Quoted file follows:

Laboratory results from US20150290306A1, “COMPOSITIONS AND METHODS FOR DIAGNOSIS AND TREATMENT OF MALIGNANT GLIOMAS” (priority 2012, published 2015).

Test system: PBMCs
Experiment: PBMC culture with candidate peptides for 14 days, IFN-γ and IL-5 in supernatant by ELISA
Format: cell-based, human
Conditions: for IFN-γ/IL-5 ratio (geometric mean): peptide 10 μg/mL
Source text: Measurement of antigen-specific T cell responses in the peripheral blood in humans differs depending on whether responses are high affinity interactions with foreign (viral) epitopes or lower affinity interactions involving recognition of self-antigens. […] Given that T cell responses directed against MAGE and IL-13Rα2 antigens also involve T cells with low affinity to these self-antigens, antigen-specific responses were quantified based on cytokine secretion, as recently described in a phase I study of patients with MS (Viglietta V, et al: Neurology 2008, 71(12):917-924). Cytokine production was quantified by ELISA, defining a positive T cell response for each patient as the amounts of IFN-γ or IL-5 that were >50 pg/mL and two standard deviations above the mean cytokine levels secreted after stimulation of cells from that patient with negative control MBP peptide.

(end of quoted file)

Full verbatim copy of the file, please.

Laboratory results from US20150290306A1, “COMPOSITIONS AND METHODS FOR DIAGNOSIS AND TREATMENT OF MALIGNANT GLIOMAS” (priority 2012, published 2015).

Test system: PBMCs
Experiment: PBMC culture with candidate peptides for 14 days, IFN-γ and IL-5 in supernatant by ELISA
Format: cell-based, human
Conditions: for IFN-γ/IL-5 ratio (geometric mean): peptide 10 μg/mL
Source text: Measurement of antigen-specific T cell responses in the peripheral blood in humans differs depending on whether responses are high affinity interactions with foreign (viral) epitopes or lower affinity interactions involving recognition of self-antigens. […] Given that T cell responses directed against MAGE and IL-13Rα2 antigens also involve T cells with low affinity to these self-antigens, antigen-specific responses were quantified based on cytokine secretion, as recently described in a phase I study of patients with MS (Viglietta V, et al: Neurology 2008, 71(12):917-924). Cytokine production was quantified by ELISA, defining a positive T cell response for each patient as the amounts of IFN-γ or IL-5 that were >50 pg/mL and two standard deviations above the mean cytokine levels secreted after stimulation of cells from that patient with negative control MBP peptide.